That’s it! Serve with fried tajadas and or rice.

Cookingly yours,
Anamaris

Flashback Friday

There is a post I’ve been wanting to bump to the front. It was one I did on the very early days of Chef It Yourself. It was kinda funny to go back and look at the way it was formatted. I’ve come a long way, baby.

Anydoo. There are several things about that post that I was, and still am, quite proud of. Good pictures, good content, good how-to directions for one of the most popular bites of Latin Caribbean cuisine. A staple really. Can be found all along the Caribbean islands, on to Panama, Colombia, Venezuela and Ecuador. As incredibly delicious and easy to make as these are, they seem daunting and intimidating if you’re not familiar with the main ingredient.

Since I’m not savvy enough to figure out how to bring that original post into this screen, I’m going to ask you to follow the link. The original post was titled Cut & Smash. I really hope you’ll like it as much as I do. I give you….drum-roll….. PATACONES!

Again.

Go forth and smash!

Cookingly yours,
Anamaris

Bistec Encebollado (Smothered Beef)

This is a popular dish in Panama, you’ll often see it served for breakfast with a fried egg–then it becomes Bistec¬†a Caballo. Caballo is a horse and I have NO idea why the mention of a horse is necessary, but I don’t make up the names, I¬†just eat the food.

The beef used for this is  a cheap cut, no fancy meats and it is then drizzled with pan juices. For breakfast, this will be accompanied by hojaldas or tortillas, otherwise, white rice and tajadas are the right companions.

I’ve improved the dish by cooking the beef a to medium rare and because The Hubbz¬†needs a bit of gravy/sauce, I added pureed tomatoes to maximize the pan juices. This is not a recipe, there’s no need for one, what I’m offering is a step-by-step guide. Adjust as necessary.

Bistec Encebollado

You will need:
About 1 lb beef round tip
Sea salt
Black pepper
Onions
Crushed garlic
Oregano
Olive oil
Fresh tomatoes
Crushed tomatoes

I used slices of round tip, about 1 lb of filets 1/2-inch thick. I took a mallet to them to make the slices uniform and to tenderize it a bit. I ended up with slices that were about 1/4-inch thick and cut them into medallions that were about the size of my palm.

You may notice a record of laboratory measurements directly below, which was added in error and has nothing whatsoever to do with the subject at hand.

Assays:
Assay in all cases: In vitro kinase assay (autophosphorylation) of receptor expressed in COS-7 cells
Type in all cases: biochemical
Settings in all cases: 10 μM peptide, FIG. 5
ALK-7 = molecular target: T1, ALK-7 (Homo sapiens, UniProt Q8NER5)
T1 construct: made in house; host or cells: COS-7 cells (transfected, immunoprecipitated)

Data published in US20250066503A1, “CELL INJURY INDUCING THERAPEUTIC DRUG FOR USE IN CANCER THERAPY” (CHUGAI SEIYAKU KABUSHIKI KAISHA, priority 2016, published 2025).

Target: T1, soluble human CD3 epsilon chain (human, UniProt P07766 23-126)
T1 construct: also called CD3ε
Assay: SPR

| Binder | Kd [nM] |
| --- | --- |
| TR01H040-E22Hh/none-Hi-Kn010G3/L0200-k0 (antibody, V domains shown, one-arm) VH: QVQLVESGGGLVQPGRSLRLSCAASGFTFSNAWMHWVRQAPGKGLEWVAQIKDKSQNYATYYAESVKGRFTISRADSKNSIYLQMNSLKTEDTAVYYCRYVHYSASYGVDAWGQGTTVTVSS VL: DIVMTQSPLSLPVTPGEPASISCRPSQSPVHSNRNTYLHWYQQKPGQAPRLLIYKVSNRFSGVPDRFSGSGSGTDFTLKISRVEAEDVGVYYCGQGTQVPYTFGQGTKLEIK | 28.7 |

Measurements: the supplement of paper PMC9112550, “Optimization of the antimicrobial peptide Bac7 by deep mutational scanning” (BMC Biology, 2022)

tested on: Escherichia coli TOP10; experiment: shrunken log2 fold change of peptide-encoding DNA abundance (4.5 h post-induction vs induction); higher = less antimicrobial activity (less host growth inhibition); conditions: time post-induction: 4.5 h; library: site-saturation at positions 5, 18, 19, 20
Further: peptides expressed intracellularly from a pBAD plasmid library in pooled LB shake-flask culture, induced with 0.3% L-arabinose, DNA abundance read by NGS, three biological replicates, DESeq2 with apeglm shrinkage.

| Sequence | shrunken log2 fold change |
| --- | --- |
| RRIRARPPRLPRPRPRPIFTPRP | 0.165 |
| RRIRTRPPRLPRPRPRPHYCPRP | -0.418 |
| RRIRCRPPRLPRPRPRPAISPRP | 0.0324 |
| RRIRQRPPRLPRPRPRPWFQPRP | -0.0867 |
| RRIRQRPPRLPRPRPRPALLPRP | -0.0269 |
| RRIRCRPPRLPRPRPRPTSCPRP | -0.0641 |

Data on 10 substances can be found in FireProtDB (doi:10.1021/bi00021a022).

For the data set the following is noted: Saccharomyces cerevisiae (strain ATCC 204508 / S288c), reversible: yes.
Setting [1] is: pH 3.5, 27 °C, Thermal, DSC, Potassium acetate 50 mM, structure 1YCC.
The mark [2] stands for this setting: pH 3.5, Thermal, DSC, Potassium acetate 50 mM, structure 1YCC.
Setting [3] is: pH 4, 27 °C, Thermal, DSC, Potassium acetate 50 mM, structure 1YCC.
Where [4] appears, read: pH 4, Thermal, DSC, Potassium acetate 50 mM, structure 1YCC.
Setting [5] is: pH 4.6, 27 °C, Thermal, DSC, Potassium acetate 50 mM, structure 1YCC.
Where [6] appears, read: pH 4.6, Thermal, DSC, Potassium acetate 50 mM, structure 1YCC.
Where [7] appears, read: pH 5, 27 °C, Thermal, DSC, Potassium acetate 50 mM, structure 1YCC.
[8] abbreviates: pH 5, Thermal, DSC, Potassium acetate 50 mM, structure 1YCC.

Season with salt, black pepper, crushed garlic, oregano and olive oil. Set aside while you prepare the rest of the ingredients.

Slice 2-3 medium onions, if you like onions, you can’t have too many. Slice them into rings about 1/4-inch thick. You will also need 1/2 a red bell pepper diced. Substitute with green pepper¬†if you can’t get your hands on red or skip it all together. Remove the seeds from a¬†Roma tomatoes and dice finely.

In a large skillet, heat about 3 tbsp of olive oil and add the onions, cooking them until they start to become translucent, then add the bell peppers. Cook for a couple of minutes before adding the tomatoes and 1-2 tsps of white vinegar. Cover and cook for another 3-5 minutes. Allow the oil to drain, remove from the skillet.

Heat the skillet and oil, brown the medallions in batches. Make sure not to crowd them or you’ll end up boiling them instead of searing. Cook them to the desired doneness, remove and keep warm until all the beef is browned.

Return the onion mixture to the skillet, add a bit of liquid (wine, sherry, beer, stock, water) to loosen the bits before adding about 1 cp of crushed tomatoes. Adjust seasoning, allow it to cook for about 3 minutes, then add the slices of beef turning them into the sauce. Turn off the heat.

Serve with rice and tajadas.

Enjoy!

Cookingly yours,
Anamaris

Paaar-tay!

Did I mention I love entertaining? I do! I like all of it. The planning, the set up, the preping, then hanging out with people you love. T’is the season for entertaining, for potluck luncheons and parties galore, so I thought I’d share some of my favorites. These are easy recipes, most of them simply jazz up store-bought items, some are completely homemade but still easy.

This spread was for a ladies’ late brunch. I asked a few friends to clean out their closets and bring some office attire for donation to Dress for Success, in exchange for some food and girl time. Needless to say, we had a great time, eating, sharing, dishing and drinking! Take a look at the pictures and follow the links for the recipes.

I hosted this at my little place, see the before and after?

BEFORE

and… AFTER

What was on the menu, you ask?

Avocado Bleu Cheese Dip

Beef Empanadas

Plantain Chips with Guava Chimichurri

 

Mini Mexican Cornbread

Don’t be shy. Pull up your address book and start sending your evites!